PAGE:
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DHEC: Throw out leftovers from Tega Cay barbecue

TEGA CAY -- The peninsula city may be growing, but it's still small enough that word gets around quick.

When 70 residents all became sick with the same food poison-like symptoms, it didn't take long before a possible connection was made to the Tega Cay Volunteer Fire Department's annual barbecue fundraiser, held this year on Sunday, March 30. The State Department of Health and Environmental Control believes the food is contaminated and urges anyone who still has some --even if it's stashed in a freezer -- to throw it away.

DHEC spokesman Adam Myrick said Monday investigators are still waiting for lab results on tests done of samples from the barbecue.

"Maybe in the next few days or so, we'll know something," he said.

Those who became sick after eating food served at the barbecue, including three people who were hospitalized, reported the same symptoms, mostly intense stomach cramps and diarrhea. The fire department served more than 2,500 plates officials said. Both pork and chicken were served, but Myrick said DHEC is looking more at the pork as a culprit.

Tega Cay Fire Chief Scott Szymanski said the meat was purchased from US Food Service in Fort Mill, but DHEC doesn't think the company is the source of the contamination.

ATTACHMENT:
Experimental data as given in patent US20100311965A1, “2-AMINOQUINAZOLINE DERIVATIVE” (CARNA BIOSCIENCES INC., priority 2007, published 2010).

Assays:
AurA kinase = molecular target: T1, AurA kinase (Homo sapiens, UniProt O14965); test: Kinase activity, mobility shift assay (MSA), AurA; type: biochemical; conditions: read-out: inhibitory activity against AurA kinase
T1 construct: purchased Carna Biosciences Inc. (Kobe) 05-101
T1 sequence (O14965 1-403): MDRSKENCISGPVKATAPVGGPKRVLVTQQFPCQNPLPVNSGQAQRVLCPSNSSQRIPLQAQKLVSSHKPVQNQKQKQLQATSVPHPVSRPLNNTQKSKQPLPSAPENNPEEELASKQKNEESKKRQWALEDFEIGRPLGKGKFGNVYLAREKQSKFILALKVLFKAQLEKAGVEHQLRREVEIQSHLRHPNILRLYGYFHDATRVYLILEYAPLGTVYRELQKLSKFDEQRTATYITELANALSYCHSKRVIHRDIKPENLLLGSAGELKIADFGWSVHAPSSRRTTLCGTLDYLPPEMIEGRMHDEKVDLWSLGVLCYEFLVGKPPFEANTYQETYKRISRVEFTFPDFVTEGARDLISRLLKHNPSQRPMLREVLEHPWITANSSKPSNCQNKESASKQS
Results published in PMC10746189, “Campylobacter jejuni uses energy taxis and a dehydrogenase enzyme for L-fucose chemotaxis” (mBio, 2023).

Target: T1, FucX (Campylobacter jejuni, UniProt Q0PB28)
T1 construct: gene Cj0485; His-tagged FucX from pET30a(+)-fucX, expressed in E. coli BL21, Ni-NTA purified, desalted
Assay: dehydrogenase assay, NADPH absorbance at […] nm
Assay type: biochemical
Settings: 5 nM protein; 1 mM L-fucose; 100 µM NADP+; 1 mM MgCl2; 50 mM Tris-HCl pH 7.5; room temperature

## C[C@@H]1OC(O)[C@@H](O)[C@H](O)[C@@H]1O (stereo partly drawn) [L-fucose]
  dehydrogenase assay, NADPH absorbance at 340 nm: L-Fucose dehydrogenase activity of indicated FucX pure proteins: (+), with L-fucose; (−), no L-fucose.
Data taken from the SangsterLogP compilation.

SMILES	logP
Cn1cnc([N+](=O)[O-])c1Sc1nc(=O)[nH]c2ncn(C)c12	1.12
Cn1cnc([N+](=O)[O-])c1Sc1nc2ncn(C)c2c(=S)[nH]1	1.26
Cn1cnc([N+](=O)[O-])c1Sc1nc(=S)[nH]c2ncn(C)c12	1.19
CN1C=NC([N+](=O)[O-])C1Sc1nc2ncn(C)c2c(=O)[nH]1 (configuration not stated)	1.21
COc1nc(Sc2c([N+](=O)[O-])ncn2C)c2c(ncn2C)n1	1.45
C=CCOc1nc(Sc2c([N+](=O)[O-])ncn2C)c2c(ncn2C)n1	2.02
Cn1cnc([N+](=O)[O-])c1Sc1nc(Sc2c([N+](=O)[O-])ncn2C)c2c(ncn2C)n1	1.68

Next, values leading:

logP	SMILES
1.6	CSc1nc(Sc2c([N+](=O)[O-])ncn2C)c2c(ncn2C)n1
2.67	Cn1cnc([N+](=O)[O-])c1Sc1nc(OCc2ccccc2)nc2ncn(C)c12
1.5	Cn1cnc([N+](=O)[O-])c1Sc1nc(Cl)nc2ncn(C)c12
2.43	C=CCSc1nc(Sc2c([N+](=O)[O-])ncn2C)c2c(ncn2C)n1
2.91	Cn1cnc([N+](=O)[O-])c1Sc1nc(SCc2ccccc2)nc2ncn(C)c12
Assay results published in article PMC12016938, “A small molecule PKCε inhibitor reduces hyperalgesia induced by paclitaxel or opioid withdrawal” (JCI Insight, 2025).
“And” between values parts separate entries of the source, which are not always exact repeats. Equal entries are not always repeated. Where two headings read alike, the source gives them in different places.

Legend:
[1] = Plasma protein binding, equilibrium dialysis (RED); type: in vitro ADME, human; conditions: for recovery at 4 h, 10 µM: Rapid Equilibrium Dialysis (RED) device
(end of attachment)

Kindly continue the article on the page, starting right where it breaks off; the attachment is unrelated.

"We have no reason to believe the problem was with the distributor," Myrick said. "We are focusing on the handling and preparation of the food in advance of the barbecue. One of the food handlers could have been sick. A lot of it depends on the cultures growing in a lab."

One hospitalized barbecue participant had been released by Thursday morning and none were in critical condition, Myrick said.

"It's usually those who have weakened immune systems or some other chronic condition who have to go into the hospital," Myrick said.

"We're working with DHEC to find out if it was a vendor, something that happened in the processing or from a handler," the recently-elected Szymanski said. He estimated that "between cooks, people serving, probably 40 to 50 people" came in contact with the food before it made it into the hands of consumers. DHEC was given a list of their names and contact information.

The Herald contributed to this report.

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